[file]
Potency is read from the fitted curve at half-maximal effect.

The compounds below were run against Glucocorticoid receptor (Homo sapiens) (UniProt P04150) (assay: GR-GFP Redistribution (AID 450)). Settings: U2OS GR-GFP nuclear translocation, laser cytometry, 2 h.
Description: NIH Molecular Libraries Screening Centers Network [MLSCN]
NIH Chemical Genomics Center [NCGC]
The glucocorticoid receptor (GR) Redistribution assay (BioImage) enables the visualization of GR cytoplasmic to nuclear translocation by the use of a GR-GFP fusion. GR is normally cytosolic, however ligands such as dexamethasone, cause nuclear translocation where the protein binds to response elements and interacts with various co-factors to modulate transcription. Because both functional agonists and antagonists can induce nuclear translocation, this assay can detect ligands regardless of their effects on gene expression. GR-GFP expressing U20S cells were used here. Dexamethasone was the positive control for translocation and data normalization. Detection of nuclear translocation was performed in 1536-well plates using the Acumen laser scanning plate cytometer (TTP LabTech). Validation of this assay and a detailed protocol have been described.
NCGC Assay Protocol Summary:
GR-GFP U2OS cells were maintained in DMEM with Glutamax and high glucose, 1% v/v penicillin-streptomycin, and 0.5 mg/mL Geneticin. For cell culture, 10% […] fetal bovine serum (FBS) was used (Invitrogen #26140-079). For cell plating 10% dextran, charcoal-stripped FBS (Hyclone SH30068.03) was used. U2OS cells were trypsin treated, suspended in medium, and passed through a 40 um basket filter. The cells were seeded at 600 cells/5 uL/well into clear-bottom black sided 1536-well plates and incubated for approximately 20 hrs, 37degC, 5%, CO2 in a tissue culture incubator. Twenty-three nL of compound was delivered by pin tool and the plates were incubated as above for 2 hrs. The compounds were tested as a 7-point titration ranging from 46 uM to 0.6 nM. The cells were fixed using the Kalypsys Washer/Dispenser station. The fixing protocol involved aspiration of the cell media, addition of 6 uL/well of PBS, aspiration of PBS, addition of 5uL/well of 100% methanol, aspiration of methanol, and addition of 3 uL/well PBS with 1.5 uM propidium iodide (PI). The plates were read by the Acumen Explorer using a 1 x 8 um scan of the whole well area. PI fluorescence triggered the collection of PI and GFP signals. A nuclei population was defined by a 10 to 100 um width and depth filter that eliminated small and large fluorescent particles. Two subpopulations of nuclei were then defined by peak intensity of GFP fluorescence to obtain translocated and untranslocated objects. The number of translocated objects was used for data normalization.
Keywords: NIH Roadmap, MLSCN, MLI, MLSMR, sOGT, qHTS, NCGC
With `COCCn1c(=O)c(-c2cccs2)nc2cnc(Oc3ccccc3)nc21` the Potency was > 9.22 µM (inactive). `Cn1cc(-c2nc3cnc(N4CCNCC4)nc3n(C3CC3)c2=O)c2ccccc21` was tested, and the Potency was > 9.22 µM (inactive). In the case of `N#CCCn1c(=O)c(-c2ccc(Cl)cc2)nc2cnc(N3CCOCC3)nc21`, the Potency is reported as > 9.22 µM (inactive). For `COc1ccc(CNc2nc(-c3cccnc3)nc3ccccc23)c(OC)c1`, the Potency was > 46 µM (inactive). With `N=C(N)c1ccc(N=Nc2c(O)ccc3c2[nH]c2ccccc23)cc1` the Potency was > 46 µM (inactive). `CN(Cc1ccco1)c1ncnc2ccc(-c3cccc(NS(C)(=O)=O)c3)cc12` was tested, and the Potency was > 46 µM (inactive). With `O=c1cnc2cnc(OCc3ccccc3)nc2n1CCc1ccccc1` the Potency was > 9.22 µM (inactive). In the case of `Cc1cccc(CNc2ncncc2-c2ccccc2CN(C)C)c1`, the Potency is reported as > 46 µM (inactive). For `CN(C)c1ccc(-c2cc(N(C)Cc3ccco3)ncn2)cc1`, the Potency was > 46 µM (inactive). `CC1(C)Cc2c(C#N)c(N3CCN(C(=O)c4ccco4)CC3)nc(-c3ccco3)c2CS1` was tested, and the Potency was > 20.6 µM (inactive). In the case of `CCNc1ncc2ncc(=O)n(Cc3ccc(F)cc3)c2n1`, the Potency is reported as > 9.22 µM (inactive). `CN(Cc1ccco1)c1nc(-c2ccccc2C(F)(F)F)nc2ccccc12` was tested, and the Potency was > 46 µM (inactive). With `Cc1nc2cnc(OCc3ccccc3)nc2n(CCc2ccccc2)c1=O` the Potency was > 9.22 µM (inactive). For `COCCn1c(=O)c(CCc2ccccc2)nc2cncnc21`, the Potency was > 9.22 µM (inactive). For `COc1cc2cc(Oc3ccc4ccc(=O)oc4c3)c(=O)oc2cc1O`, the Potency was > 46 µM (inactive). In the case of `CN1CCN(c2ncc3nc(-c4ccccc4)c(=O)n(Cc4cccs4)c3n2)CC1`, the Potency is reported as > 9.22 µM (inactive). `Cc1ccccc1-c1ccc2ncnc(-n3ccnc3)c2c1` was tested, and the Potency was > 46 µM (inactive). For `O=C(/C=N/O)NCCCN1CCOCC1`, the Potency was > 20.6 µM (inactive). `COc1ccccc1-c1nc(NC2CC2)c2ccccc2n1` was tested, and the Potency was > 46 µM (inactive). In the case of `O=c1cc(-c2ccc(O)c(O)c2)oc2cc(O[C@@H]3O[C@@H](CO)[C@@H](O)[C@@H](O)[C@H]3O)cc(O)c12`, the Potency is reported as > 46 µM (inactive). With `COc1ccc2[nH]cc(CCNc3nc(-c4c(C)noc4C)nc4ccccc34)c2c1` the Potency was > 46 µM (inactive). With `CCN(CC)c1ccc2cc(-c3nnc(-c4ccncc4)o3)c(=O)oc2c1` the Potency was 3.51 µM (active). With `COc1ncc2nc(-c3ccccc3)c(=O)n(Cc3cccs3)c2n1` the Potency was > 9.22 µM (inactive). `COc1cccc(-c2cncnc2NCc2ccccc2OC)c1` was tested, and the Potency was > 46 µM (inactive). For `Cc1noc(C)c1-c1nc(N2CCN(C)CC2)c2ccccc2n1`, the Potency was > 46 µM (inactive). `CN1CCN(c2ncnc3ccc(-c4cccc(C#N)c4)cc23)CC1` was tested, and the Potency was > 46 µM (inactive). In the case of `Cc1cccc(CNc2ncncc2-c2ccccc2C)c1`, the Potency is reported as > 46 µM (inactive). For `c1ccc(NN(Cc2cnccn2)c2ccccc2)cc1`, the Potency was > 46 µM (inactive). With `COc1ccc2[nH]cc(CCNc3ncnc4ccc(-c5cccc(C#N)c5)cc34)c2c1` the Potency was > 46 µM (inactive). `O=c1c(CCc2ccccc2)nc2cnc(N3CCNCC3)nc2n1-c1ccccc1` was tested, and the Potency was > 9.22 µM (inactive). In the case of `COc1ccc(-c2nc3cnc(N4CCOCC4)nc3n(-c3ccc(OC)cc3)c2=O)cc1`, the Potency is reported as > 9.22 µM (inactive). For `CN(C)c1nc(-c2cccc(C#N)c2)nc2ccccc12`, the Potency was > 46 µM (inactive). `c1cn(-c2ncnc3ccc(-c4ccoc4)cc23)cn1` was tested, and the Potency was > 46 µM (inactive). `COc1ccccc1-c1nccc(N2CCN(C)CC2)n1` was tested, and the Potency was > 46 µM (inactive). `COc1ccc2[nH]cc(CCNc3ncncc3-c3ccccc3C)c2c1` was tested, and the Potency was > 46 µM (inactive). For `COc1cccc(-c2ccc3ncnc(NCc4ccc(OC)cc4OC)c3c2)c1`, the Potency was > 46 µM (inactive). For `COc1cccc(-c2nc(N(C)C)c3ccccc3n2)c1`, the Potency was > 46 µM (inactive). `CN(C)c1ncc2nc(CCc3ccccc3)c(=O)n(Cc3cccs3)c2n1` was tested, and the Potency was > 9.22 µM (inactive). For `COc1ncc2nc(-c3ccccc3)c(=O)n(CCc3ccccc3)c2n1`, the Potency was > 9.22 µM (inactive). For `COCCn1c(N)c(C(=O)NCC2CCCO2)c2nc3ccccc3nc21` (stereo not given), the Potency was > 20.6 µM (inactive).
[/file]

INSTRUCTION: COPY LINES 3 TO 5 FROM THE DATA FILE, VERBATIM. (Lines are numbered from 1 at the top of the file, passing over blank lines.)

Description: NIH Molecular Libraries Screening Centers Network [MLSCN]
NIH Chemical Genomics Center [NCGC]
The glucocorticoid receptor (GR) Redistribution assay (BioImage) enables the visualization of GR cytoplasmic to nuclear translocation by the use of a GR-GFP fusion. GR is normally cytosolic, however ligands such as dexamethasone, cause nuclear translocation where the protein binds to response elements and interacts with various co-factors to modulate transcription. Because both functional agonists and antagonists can induce nuclear translocation, this assay can detect ligands regardless of their effects on gene expression. GR-GFP expressing U20S cells were used here. Dexamethasone was the positive control for translocation and data normalization. Detection of nuclear translocation was performed in 1536-well plates using the Acumen laser scanning plate cytometer (TTP LabTech). Validation of this assay and a detailed protocol have been described.